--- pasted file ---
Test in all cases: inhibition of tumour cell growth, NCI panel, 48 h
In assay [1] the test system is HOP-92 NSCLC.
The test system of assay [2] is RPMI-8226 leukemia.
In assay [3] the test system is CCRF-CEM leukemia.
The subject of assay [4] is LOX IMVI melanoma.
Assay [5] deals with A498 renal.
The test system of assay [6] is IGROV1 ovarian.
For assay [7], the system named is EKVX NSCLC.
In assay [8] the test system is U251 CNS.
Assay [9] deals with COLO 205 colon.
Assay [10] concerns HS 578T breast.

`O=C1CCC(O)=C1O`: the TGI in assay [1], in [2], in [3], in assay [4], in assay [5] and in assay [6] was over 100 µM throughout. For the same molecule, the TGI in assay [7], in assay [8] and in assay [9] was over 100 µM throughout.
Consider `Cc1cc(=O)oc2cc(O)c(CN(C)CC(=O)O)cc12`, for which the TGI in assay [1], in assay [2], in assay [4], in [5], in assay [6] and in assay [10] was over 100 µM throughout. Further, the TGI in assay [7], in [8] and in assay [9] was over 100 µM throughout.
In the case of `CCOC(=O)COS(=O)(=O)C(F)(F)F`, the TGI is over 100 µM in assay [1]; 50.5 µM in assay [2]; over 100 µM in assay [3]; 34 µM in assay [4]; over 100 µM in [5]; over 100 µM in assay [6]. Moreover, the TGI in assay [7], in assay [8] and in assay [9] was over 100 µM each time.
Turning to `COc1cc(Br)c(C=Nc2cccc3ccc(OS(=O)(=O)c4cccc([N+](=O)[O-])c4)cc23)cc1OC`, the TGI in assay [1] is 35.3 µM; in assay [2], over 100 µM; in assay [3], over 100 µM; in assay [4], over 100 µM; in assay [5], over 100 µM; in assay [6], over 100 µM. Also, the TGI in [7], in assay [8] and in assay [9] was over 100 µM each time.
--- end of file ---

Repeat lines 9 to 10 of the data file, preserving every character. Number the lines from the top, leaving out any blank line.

In assay [8] the test system is U251 CNS.
Assay [9] deals with COLO 205 colon.